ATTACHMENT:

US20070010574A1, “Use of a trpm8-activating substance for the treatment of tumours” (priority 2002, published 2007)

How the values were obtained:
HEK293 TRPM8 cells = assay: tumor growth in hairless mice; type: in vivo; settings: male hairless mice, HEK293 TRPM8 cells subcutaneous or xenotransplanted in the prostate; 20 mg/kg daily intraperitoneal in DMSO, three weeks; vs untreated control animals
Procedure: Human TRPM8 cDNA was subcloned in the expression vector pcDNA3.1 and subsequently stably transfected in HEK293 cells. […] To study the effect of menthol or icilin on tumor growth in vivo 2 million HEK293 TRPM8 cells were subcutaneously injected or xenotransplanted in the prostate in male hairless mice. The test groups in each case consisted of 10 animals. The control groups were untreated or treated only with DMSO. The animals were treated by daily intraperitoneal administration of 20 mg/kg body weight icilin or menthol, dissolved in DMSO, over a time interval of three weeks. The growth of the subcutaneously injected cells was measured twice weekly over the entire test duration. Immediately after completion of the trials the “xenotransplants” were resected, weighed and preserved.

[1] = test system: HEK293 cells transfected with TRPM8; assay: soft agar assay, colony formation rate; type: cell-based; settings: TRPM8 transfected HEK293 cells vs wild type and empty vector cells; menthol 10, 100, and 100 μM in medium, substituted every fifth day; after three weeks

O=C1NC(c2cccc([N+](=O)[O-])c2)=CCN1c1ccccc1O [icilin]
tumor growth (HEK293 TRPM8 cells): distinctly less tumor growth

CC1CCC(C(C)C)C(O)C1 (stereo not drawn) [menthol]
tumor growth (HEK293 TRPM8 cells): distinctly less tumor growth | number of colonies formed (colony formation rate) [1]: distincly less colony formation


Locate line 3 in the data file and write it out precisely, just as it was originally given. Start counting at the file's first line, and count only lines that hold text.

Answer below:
HEK293 TRPM8 cells = assay: tumor growth in hairless mice; type: in vivo; settings: male hairless mice, HEK293 TRPM8 cells subcutaneous or xenotransplanted in the prostate; 20 mg/kg daily intraperitoneal in DMSO, three weeks; vs untreated control animals